Sunday, April 13, 2014

Celery Root Salad

I nearly followed the recipe for celery root remoulade (pg. 97 in Roots), just substituting Greek yogurt for the sour cream, celery leaves for the parsley, dill pickles for the cornichons, adding some chopped celery stalk and omitting the tarragon, and it was very good.
I want to try and make a celery root (Apium graveolens var. rapaceum, a.k.a. celariac) soup sometime this year.  I have a very hard time even envisioning a creamy celery root soup because the roots (swollen hypocotyls, according to wikipedia) have the flavor of the stalks with an entirely different texture.  It's a bit disconcerting to me. The stalks are from a different variety than the roots.  The species is in the Apiaceae (Umbelliferae); the parsley and carrot family.

Saturday, April 12, 2014

Burdock

Buying burdock made me giggle, as it felt simultaneously foolish and rebellious to be paying for roots of a weed-- particularly one my father so hates.
Following the directions in Roots, I parboiled matchstick size pieces.
And they were still basically wood.
So I chopped them up in the food processor and made lentil miso burdock soup (inspired by, but not actually following, several different recipes in the book).  It tasted like lentil miso soup with ground up boiled toothpicks.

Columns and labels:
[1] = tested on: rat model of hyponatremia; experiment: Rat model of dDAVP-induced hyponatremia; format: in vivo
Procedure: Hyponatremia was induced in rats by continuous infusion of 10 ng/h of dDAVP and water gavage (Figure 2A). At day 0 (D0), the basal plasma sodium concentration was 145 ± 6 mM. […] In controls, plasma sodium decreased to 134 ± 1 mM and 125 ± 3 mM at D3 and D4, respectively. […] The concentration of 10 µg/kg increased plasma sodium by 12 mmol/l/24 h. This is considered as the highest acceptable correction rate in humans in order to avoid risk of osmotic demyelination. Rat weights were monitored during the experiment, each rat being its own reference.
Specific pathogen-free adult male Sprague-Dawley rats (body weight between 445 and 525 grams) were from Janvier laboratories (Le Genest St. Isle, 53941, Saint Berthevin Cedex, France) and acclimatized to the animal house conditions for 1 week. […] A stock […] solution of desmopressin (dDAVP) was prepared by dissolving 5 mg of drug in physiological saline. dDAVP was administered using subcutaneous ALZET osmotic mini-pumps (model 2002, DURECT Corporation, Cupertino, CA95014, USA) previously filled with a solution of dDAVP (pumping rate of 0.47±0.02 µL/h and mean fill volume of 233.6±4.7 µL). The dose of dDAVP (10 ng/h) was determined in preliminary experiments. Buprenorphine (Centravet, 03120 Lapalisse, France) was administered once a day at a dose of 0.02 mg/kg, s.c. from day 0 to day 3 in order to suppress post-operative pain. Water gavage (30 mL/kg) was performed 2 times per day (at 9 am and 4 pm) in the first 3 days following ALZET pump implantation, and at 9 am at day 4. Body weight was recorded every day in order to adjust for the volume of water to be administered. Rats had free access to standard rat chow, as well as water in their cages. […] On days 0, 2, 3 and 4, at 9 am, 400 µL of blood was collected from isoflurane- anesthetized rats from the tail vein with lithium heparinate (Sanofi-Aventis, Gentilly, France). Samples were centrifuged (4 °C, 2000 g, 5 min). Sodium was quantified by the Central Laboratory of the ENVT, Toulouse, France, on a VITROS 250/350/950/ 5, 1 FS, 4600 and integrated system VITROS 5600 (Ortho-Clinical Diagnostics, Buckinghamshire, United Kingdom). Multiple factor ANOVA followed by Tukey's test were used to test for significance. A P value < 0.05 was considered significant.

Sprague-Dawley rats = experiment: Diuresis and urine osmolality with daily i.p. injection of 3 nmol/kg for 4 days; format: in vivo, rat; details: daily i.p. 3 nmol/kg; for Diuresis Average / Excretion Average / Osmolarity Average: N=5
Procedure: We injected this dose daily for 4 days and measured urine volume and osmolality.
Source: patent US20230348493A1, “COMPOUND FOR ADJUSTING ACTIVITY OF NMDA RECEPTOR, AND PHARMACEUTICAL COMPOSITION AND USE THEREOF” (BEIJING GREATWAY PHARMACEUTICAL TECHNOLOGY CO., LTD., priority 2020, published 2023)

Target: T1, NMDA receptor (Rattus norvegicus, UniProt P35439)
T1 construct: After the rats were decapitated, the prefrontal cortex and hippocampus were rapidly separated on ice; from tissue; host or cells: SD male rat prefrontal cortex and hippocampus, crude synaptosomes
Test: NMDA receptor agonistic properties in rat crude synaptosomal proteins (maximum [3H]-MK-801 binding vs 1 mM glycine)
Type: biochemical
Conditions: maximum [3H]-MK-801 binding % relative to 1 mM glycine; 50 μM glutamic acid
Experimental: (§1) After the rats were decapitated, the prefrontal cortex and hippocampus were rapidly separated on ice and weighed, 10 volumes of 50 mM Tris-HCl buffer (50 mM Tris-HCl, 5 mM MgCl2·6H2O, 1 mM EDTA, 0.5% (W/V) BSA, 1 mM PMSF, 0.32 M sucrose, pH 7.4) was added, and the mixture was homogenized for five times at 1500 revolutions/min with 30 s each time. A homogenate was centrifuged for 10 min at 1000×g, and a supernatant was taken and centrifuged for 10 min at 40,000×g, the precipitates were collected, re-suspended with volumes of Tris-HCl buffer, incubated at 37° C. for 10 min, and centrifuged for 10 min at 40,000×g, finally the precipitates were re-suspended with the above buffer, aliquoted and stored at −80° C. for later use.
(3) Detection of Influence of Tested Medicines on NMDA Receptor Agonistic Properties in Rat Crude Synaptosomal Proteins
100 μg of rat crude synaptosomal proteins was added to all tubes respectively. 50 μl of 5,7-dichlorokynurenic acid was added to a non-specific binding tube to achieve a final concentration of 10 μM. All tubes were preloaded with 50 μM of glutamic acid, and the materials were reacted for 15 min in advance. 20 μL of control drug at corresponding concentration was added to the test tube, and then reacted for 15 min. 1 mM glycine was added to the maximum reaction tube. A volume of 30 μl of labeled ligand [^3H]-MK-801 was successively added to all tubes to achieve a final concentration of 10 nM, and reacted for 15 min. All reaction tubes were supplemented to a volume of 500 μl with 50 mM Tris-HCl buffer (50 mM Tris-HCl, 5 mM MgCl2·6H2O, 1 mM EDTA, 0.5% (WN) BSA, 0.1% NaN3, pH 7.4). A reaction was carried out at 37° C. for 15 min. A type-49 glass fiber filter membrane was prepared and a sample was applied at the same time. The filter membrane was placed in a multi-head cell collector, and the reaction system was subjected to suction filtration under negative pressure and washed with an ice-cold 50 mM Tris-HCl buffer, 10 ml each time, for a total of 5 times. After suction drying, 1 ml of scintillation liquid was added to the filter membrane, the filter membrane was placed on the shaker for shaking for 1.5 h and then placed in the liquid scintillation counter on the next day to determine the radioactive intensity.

I might try again some time, but I'm not running out to do so.
Burdock, by the way, is the taproot of Arctium, a weed in the Asteraceae.  The hooked projections of the burrs once caught in curly dog fur are allegedly the inspiration for Velcro.  I understand that young leaves are also edible, although also not tasty, and various diets proclaim the roots to be purifying and super-healthy.

Wednesday, April 9, 2014

It's the snot on the dress pants

Nobody warns you how much more you need to wash your professional clothes.
Sure, anybody conscious has heard stories about babies and their abilities to spew bodily fluids with great gusto and at odd angles. And obviously little kids and Oklahoma red dirt combine for some fantastic stains.  But nobody tells you that, by the time your kids are running around and keeping most fluids where they belong, you will still be doing extra laundry (or never ever wearing your actual professional clothes) because your kids hug you and want to be held, you won't even notice how much you've been snotted upon, and dried mucus shows up shockingly well on black pants.

I've spent a great deal of time recently noting where my time goes and thinking about all the little things that nobody knows are part of my jobs (as teacher, scientist, mother, and me).  I've enumerated many of them in blog posts in my head, from the obvious but overlooked (the paperwork) to the somewhat surprising (I recently spent an hour helping a student, neither in my class or my department, figure out what to wear for a trip to the National Academy of Sciences).  At the moment, however, this has mostly just started to make me wonder about all of the things that everyone else does that would surprise me.

Where does your time go that "wasn't exactly in the job description"?

Sunday, April 6, 2014

Five days of peaches